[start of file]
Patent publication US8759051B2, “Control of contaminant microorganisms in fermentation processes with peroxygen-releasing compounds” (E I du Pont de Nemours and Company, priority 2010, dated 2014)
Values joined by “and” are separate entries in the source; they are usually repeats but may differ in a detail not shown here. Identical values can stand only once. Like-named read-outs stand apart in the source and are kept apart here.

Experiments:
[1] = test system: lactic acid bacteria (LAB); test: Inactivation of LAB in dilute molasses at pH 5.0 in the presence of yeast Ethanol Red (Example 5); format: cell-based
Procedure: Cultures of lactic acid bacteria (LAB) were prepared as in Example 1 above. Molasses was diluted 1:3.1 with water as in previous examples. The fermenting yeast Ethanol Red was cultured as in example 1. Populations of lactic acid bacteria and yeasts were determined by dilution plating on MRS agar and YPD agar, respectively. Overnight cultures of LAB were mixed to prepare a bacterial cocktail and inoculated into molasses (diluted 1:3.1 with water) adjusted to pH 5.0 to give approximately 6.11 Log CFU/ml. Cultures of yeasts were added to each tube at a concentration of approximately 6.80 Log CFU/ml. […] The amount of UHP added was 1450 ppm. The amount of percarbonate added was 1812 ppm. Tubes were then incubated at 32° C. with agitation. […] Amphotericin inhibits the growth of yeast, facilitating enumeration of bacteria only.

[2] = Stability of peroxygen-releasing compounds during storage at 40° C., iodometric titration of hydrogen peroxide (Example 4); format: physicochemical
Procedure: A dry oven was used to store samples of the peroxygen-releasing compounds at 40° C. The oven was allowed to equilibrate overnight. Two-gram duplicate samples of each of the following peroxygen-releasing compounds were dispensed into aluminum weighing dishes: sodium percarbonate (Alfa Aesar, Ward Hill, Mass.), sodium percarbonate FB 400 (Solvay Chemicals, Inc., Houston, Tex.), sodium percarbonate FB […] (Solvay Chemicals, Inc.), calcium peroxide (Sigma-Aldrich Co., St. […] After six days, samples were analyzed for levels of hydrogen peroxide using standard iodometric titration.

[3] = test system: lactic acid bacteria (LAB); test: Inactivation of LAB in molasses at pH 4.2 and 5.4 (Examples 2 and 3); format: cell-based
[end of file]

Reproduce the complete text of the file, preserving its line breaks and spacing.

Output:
Patent publication US8759051B2, “Control of contaminant microorganisms in fermentation processes with peroxygen-releasing compounds” (E I du Pont de Nemours and Company, priority 2010, dated 2014)
Values joined by “and” are separate entries in the source; they are usually repeats but may differ in a detail not shown here. Identical values can stand only once. Like-named read-outs stand apart in the source and are kept apart here.

Experiments:
[1] = test system: lactic acid bacteria (LAB); test: Inactivation of LAB in dilute molasses at pH 5.0 in the presence of yeast Ethanol Red (Example 5); format: cell-based
Procedure: Cultures of lactic acid bacteria (LAB) were prepared as in Example 1 above. Molasses was diluted 1:3.1 with water as in previous examples. The fermenting yeast Ethanol Red was cultured as in example 1. Populations of lactic acid bacteria and yeasts were determined by dilution plating on MRS agar and YPD agar, respectively. Overnight cultures of LAB were mixed to prepare a bacterial cocktail and inoculated into molasses (diluted 1:3.1 with water) adjusted to pH 5.0 to give approximately 6.11 Log CFU/ml. Cultures of yeasts were added to each tube at a concentration of approximately 6.80 Log CFU/ml. […] The amount of UHP added was 1450 ppm. The amount of percarbonate added was 1812 ppm. Tubes were then incubated at 32° C. with agitation. […] Amphotericin inhibits the growth of yeast, facilitating enumeration of bacteria only.

[2] = Stability of peroxygen-releasing compounds during storage at 40° C., iodometric titration of hydrogen peroxide (Example 4); format: physicochemical
Procedure: A dry oven was used to store samples of the peroxygen-releasing compounds at 40° C. The oven was allowed to equilibrate overnight. Two-gram duplicate samples of each of the following peroxygen-releasing compounds were dispensed into aluminum weighing dishes: sodium percarbonate (Alfa Aesar, Ward Hill, Mass.), sodium percarbonate FB 400 (Solvay Chemicals, Inc., Houston, Tex.), sodium percarbonate FB […] (Solvay Chemicals, Inc.), calcium peroxide (Sigma-Aldrich Co., St. […] After six days, samples were analyzed for levels of hydrogen peroxide using standard iodometric titration.

[3] = test system: lactic acid bacteria (LAB); test: Inactivation of LAB in molasses at pH 4.2 and 5.4 (Examples 2 and 3); format: cell-based